- Density: The glandular tissue of the breasts, or breast density, shows up as white areas on a mammogram film. In general, younger women have denser breasts than older women. Breast density can make it more difficult to detect microcalcifications and other masses with mammography, since breast abnormalities also show up as white areas on the mammogram. After menopause, the glandular tissue of the breasts is replaced with fat, typically making abnormalities easier to detect with mammography. Therefore, most physicians do not recommend that women begin receiving annual screening mammograms until they reach 40 years of age unless they are at high risk of developing breast cancer.
By law, the mammography facility is required to provide the woman with a written summary of the mammogram findings within 30 days of the mammogram. This letter is not a copy of the official radiologistâ€™s report, but rather, it is a separate document that clearly explains whether an abnormality was detected and provides general information about that abnormality. Women who are self-referred should also receive a copy of the formal radiologistâ€™s report. The letter will also indicate whether additional imaging or biopsy is recommended. Women should contact the mammography facility if they do not receive this letter within 30 days of their mammogram. Click here to learn more about understanding the terminology on the official mammogram report.
Mammography alone cannot prove that an abnormal area is cancerous, although some abnormalities may be very characteristic of malignancy. If mammography raises a significant suspicion of cancer, additional breast imaging or biopsy may be ordered. A breast biopsy involves removing samples of tissue for examination under the microscope. This is the only way breast cancer can be definitively diagnosed. Between 65% and 80% of breast biopsies reveal benign (non-cancerous) conditions.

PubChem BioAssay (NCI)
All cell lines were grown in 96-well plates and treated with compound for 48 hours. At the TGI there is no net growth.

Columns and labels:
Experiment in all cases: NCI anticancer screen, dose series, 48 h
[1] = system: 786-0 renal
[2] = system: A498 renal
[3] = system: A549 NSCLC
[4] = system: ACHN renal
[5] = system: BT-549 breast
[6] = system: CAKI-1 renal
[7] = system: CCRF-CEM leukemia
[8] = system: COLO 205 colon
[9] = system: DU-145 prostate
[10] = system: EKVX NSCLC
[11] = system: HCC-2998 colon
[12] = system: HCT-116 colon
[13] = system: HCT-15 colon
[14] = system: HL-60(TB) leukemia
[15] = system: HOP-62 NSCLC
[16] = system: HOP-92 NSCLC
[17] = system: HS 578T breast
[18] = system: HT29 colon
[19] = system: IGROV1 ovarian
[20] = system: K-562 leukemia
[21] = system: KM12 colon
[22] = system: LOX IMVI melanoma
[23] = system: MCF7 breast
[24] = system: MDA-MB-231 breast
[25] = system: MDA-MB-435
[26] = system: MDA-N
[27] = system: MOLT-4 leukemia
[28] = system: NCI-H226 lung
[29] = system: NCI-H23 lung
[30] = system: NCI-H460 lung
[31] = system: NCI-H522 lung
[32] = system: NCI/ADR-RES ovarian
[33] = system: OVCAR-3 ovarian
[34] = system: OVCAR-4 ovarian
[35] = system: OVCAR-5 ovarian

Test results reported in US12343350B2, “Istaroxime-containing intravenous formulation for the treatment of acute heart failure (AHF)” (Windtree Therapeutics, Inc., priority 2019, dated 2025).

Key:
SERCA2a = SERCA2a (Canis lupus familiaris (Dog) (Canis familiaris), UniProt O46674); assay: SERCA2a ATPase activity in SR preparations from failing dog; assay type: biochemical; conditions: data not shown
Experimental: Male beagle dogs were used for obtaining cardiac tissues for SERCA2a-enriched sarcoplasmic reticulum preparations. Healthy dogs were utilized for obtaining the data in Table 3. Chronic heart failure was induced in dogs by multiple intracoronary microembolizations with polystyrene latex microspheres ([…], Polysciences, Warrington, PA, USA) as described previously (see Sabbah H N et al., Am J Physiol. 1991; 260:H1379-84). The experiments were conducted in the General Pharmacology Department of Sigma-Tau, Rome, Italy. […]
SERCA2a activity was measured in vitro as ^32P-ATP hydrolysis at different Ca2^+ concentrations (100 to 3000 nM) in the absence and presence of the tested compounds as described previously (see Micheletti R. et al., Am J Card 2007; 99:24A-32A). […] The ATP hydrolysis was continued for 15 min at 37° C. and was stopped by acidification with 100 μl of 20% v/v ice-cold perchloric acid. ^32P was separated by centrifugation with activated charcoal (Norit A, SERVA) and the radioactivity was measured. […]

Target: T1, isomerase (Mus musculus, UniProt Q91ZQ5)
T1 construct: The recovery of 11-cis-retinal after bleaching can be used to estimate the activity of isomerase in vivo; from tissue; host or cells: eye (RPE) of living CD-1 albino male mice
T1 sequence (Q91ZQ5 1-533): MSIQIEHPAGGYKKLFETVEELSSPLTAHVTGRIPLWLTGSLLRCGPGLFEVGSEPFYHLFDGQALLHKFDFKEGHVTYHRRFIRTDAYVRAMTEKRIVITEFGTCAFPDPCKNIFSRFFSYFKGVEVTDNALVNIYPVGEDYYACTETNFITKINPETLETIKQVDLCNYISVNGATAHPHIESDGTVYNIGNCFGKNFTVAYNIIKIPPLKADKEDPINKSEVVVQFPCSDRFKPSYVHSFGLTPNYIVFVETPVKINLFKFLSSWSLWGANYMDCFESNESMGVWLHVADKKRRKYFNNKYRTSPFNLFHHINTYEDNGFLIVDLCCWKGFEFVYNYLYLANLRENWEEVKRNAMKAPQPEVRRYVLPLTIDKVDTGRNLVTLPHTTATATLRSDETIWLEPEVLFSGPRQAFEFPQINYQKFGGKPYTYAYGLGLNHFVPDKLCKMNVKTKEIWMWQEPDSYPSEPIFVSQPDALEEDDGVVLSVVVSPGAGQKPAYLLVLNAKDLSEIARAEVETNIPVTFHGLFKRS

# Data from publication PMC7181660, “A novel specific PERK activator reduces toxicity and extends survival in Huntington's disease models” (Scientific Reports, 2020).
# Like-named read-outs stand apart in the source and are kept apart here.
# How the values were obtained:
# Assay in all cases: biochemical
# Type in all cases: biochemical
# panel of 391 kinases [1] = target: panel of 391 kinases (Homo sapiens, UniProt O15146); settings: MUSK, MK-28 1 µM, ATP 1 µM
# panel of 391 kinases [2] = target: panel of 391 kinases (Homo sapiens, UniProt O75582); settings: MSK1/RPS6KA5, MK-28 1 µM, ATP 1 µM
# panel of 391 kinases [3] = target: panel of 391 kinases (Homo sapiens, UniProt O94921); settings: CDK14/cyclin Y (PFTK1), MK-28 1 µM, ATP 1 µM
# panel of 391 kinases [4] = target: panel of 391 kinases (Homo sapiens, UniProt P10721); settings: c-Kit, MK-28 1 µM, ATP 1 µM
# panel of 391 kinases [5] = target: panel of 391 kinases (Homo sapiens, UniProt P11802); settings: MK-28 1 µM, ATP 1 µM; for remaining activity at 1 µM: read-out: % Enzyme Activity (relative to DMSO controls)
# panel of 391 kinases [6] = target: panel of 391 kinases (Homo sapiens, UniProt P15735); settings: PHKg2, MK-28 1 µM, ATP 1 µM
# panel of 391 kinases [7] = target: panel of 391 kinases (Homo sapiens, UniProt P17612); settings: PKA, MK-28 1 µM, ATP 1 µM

Other breast imaging exams that may be ordered include:
- Ultrasound (especially beneficial for distinguishing cysts from masses)
- Breast MRI (especially beneficial for imaging breast implants)
- Other exams, such as nuclear medicine imaging or T-scan
- Ductography (also called a galactogram) is special type of contrast enhanced mammography used for imaging the breast ducts. Ductography can aid in diagnosing the cause of an abnormal nipple discharge and is valuable in diagnosing intraductal papillomas.
Imaginis provides several resources on diagnostic and screening mammography to help women understand all aspects of the exams. Follow the links below for additional information on mammography:
- General Information on Mammography
- Mammography and How it is Performed: Imaging and Positioning
- Screening Mammography
- Benefits of Receiving a Mammogram
- Key Steps for an Optimal Mammogram
- Mammogram Preparation and What to Expect During Mammography
- Find a Mammography Facility
- Mammography on Small Breasts
- Mammogram Interpretation: ACR/BI-RADS System
- Understanding the Mammogram Report
- Frequently Asked Questions About Mammography
- Mammography Quality Standards (MQSA)
- Advances in Mammography and Breast Imaging
- Digital Mammography
Updated: October 2010